Career 01 July 2019
In one of my first work assignments post-graduate school, I was the newbie and assigned to help analyze our division's employee engagement survey results. And to come up with key recommendations we could implement to create a better work community.
I was partnered with a male peer who was also new to the division. We met early for breakfast sessions and brainstormed. And I was ready to impress. I had a lot of ideas. I was excited about what I could contribute to this project.
And this was my moment. We went to present to the leadership team one morning. And my male colleague volunteered to kick it off. And he didn't stop talking. He took credit for every single one of my ideas as we clicked through the slides on the laptop. One after another after another. The VPs nodded and were impressed. Because they were good ideas. No, they weren't just good ideas. They were great ideas.
"Mita, do you have anything else to add?"
I could barely nod or look up or even speak. I was completely blindsided.
The meeting came to an end. And I looked at him in disbelief. He smiled at me and walked out with one of the VPs. He had stolen all my ideas. And he just smiled.
This was one of the hardest lessons I learned early on in my career. As devastating as it was in the moment, I thank that male peer for teaching me such an incredible lesson.
Please don't take credit for my work. Please don't steal my work. Please don't pretend your work is mine because it's not. Please don't use my slides and give me no props. And then not even say thank you.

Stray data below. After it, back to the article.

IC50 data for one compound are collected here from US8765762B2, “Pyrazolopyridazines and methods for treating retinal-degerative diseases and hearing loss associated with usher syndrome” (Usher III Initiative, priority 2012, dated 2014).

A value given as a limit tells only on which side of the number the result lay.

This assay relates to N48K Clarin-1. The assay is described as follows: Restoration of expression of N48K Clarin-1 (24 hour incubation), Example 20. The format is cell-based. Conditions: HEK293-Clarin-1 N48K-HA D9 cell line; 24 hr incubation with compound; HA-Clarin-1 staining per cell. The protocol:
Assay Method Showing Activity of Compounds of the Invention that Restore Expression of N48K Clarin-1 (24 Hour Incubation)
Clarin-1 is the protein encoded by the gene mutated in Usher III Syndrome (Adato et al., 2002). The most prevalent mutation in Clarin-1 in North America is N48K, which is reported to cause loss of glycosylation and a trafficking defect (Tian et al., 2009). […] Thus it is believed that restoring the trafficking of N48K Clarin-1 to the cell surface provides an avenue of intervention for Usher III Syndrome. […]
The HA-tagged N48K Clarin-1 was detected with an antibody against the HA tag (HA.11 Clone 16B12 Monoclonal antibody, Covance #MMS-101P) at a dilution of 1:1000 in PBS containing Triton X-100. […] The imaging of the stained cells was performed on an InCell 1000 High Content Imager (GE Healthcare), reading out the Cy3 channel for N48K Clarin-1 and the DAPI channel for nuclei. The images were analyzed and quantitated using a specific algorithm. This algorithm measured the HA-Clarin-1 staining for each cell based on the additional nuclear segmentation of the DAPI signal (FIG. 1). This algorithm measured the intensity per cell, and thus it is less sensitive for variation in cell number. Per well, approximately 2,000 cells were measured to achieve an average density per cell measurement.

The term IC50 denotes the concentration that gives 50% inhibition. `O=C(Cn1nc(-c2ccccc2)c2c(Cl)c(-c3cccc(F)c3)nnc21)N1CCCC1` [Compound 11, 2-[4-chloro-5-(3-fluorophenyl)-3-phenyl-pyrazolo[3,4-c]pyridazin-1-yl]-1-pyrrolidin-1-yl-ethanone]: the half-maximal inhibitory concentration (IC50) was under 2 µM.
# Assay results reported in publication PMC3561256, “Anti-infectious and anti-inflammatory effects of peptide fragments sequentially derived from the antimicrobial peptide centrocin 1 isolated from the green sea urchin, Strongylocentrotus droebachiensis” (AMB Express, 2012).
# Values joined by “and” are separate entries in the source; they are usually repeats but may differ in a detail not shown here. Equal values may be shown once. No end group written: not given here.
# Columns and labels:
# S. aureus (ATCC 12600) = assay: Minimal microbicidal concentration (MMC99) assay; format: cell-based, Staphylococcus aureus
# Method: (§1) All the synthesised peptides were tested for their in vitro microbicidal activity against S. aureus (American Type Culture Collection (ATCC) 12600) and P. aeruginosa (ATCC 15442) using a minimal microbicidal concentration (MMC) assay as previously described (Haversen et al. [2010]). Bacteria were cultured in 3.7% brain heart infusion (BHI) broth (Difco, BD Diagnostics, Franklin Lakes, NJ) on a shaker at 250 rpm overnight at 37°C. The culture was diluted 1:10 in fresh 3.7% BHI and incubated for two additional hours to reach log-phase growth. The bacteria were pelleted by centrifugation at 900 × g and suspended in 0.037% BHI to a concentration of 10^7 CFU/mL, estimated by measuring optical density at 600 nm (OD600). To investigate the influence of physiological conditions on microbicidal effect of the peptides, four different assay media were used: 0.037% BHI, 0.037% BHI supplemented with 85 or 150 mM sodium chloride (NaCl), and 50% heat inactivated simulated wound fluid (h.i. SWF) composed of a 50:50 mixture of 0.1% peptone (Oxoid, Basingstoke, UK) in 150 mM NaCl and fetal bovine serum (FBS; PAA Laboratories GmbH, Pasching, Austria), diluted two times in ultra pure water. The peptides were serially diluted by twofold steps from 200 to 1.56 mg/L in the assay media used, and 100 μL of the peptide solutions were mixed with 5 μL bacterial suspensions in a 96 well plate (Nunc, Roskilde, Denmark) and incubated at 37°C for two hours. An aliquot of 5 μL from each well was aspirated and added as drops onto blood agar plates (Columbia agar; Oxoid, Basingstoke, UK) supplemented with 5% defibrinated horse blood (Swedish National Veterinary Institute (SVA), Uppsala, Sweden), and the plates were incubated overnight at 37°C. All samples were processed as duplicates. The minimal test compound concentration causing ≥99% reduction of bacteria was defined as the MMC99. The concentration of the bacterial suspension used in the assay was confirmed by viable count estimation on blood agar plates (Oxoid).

And I can keep saying please, please, please, all day long. The truth is that if someone has stolen my work, and has given me no credit, no props, then I have played a role in my work being stolen.
Because I gave all of my best ideas away. Because I was too trusting. Because I didn't take the opportunity to share my ideas with the right people before someone else did. Because no one else in the room stood up for me. Because I didn't stand up for myself when someone else took credit for my work.
And say, hey, you do know that's my idea, that's my brilliant thought, that's my work, right?
This a story we have all heard. We have witnessed. Many of us have been a main character in the story. A woman in a meeting shares a great idea, makes a great comment, or asks a great question. It goes ignored. Then a man repeats what the woman said. All of a sudden, he's the brilliant one.
So how can we stop others from taking credit for our work?
Don't repeatedly trust people who continue to steal your work. My friend Christy and I always talk about one of our favorite Maya Angelou quotes: When someone shows you who they are, believe them the first time. If they have already taken your ideas and repackaged them as their own, why won't this happen again? A second, a third, and a fourth time?
Don't give out all your best ideas so freely.
I have a lot of great ideas. We all do. Do I need to share them all at once? With everyone and anyone who comes by? No. I think now about what I want to share when and with who.